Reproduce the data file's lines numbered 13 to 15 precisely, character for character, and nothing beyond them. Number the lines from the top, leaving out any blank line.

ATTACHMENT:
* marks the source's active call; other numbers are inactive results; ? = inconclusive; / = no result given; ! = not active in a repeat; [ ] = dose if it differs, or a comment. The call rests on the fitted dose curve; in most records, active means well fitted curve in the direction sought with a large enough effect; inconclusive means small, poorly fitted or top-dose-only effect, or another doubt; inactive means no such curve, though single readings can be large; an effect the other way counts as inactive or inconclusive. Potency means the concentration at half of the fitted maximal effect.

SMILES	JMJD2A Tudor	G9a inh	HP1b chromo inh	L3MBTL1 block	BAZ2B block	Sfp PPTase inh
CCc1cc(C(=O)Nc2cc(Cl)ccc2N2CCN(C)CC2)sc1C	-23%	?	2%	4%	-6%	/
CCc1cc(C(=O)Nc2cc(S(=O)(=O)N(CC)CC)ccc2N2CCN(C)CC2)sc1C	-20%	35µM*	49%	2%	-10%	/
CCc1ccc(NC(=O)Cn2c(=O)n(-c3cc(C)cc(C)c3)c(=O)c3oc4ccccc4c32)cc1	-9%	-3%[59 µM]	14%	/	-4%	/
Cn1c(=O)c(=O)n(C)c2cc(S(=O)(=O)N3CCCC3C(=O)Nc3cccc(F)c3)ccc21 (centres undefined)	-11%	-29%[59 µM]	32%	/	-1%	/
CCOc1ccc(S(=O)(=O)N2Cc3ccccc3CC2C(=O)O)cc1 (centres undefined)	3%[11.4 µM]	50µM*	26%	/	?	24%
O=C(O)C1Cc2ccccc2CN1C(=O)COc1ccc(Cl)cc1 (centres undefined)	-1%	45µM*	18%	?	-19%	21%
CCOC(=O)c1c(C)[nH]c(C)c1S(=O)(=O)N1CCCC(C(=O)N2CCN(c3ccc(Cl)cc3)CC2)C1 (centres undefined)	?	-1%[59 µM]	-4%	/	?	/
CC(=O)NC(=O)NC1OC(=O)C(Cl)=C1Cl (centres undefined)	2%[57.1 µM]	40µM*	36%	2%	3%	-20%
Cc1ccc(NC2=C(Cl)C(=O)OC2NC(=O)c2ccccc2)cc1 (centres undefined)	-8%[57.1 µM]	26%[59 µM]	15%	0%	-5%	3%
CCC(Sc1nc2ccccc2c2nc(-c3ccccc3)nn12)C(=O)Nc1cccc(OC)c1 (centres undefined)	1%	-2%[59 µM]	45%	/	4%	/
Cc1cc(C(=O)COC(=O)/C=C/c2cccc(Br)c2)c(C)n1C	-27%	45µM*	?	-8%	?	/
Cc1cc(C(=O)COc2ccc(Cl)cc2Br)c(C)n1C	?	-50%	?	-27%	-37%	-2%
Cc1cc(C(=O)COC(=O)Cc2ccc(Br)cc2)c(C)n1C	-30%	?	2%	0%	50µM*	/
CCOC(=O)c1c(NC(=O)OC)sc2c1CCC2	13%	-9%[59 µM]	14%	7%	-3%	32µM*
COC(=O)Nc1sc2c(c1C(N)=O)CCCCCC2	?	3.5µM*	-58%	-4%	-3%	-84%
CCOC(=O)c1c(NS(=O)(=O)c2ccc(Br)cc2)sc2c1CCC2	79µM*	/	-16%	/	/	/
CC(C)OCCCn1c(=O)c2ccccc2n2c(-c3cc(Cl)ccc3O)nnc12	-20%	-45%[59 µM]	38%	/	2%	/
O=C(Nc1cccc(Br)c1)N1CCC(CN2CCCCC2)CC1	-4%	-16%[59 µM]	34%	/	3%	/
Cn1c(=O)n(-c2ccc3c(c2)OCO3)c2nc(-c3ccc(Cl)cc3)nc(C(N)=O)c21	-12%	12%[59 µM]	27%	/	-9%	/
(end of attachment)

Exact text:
Cc1cc(C(=O)COC(=O)/C=C/c2cccc(Br)c2)c(C)n1C	-27%	45µM*	?	-8%	?	/
Cc1cc(C(=O)COc2ccc(Cl)cc2Br)c(C)n1C	?	-50%	?	-27%	-37%	-2%
Cc1cc(C(=O)COC(=O)Cc2ccc(Br)cc2)c(C)n1C	-30%	?	2%	0%	50µM*	/